Archive for January, 2010

President Urges Investment in Skills and Education in State of Union Address

Wednesday, January 27th, 2010

In a State of the Union address that focused mainly on the economy, President Obama outlined measures already taken by his administration – ARRA, bank bailouts, unemployment benefits – and those he wishes to undertake in the coming year to address the financial crisis.  In calling for a new jobs bill, the president said that jobs must be the number one focus of 2010.

As countries like China and Germany are revamping their economies and rebuilding their infrastructures, President Obama declared, “I do not accept second place for the United States of America.”  To that end, the president urged a greater investment in the skills and education of Americans.  Among the proposed and existing initiatives in that area:

Regarding the community college bill that has already passed the House, the president said: “Still, in this economy, a high school diploma no longer guarantees a good job. I urge the Senate to follow the House and pass a bill that will revitalize our community colleges, which are a career pathway to the children of so many working families.”

As we told you yesterday, President Obama proposed freezing all non-security federal discretionary spending for three years as part of his plan to reduce the deficit.  He said the administration will invest in what the country needs and cut what we don’t need, promising to use his veto power if necessary.

By Nancy in Public Policy
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Return on Investment Advocacy Tool

Wednesday, January 27th, 2010

State and federal policymakers are making tough decisions on where to direct scarce funding, but outcomes of some studies suggest that CTE is a wise choice if they are seeking a positive return on investment.

Check out our latest leave behind about the return on investment in CTE that we will use to inform legislators and their staff on the Hill about financial benefits to the government, the individual, and the economy.  You can access a copy of it here.  This leave behind highlights return on investment studies conducted in the three states — Oklahoma,  Tennessee, and Washington.

Please feel free to use this document to inform policymakers and legislators in your state about the benefits of CTE!

By Nancy in Advance CTE Resources, Publications
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White House To Propose Three-Year Non-Discretionary Spending Freeze

Tuesday, January 26th, 2010

President Obama is expected to announce in tomorrow night’s State of the Union Address that he will propose in his fiscal year 2011 budget freezing all non-security federal discretionary spending for three years in an effort to reduce the $1.4 trillion deficit.

While details have not been released by the White House, the Wall Street Journal is reporting that all discretionary spending not related to the military, veterans, homeland security and international affairs will be subject to the freeze. The limits will not be imposed across the board, however. Some areas would see cuts while others, including education and job creation programs, may see increases. Such a freeze is estimated to save $250 billion over ten years.

The specific details of the proposed freeze will be officially unveiled on Monday, February 1 when the President publicly releases his fiscal year 2011 budget.

By Nancy in Public Policy
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Career Clusters Institute: Registration Open, Continuing Education Credits Offered

Thursday, January 21st, 2010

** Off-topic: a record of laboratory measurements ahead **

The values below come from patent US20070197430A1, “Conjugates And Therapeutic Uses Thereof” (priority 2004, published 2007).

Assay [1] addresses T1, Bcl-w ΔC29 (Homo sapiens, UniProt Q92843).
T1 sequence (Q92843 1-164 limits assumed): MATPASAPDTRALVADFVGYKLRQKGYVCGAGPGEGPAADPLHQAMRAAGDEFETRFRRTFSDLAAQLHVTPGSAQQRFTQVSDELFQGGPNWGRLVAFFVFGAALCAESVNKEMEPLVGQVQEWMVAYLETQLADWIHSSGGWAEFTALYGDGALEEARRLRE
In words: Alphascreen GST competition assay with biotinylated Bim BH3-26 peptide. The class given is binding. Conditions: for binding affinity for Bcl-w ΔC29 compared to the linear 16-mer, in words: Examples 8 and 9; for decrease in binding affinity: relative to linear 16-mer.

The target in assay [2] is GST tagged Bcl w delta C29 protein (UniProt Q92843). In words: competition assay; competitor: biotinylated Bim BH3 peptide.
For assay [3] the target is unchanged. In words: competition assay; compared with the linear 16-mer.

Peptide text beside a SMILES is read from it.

career clusters ADRegistration for the 8th annual Career Clusters Institute has gone live and for the first time the Institute is offering attendees the opportunity to earn Continuing Education Units. Educators will be able to acquire CEUs while they learn about the most up-to-date best practices taking place with Career Clusters.

To register for the Institute visit the Career Clusters Web site. Early bird registration continues until February 26.

The Institute has been accredited by the Delphi Center for Teaching and Learning at the University of Louisville to offer 12 hours of CEU earning potential. One hour is equivalent to 1/10 of a unit. The maximum possible units earned will be 1.2 units. Cost is $50 flat rate to participate; educators may earn the maximum units available.

Earning CEUs at the Institute can be done in a few easy steps:

Step 1: Pick up the forms

When you arrive at the Institute, visit the registration desk to pick up your general information/participation form. Hold onto this form until the end of your time at the Institute.

Step 2: Sign-in at breakout sessions

Each breakout you attend will be an opportunity for you to count towards earning CEUs. You must print and sign your name, and provide an e-mail address or telephone number at each session on a form that will be provided to you. This step will verify your participation and is essential for receiving credit. You are not responsible for sending in any sign-in forms.

Step 3: Turn in the paperwork and payment

You will have 6 weeks following the completion of the Institute to submit your general information/participation form and payment. There is a one-time fee of $50. You will submit payment via check (payable to University of Louisville) with your paperwork or call them to pay via credit card:

Julijana Curcic

Delphi Center for Teaching and Learning

University of Louisville

Shelby Campus, 110 Founders Union building

Louisville, KY 40292

If you have any questions about payment at any point, please contact Ms. Curcic: julijana.curcic@louisville.edu, 502-852-5636

Step 4: Receive your certificate!

You will receive a certificate via mail with your name, the Institute’s name, the number of hours accumulated and how many CEUs you have earned. (If you have questions about the certificate, please contact Ms. Curcic from the University of Louisville – see contact information above).

By Erin in National Career Clusters Institute

Secretary Duncan Set to Advance Administration Priorities Through ESEA

Thursday, January 21st, 2010

As reported by Education Week yesterday, Arne Duncan’s first year as Secretary of Education “could place him among the most influential leaders in his department’s 30-year history.” Given oversight of unprecedented amounts of education aid in the economic stimulus package, Secretary Duncan has been able to advance administration priorities such as charter schools, teacher performance pay, common academic standards, and turnarounds of low-performing schools through reform efforts such as the Race to the Top and Investing in Innovation grant programs.

While Department officials have indicated that they plan to implement many of these same reforms through a reauthorized Elementary and Secondary Education Act (ESEA) this year, there is no guarantee that the law will be passed anytime soon. ESEA was due for reauthorization in 2007, but Congress and the Bush Administration failed to work out differences surrounding accountability and teacher effectiveness based on student achievement.  This time around, Secretary Duncan faces critics such as teachers unions and those who believe he is placing too much emphasis on testing.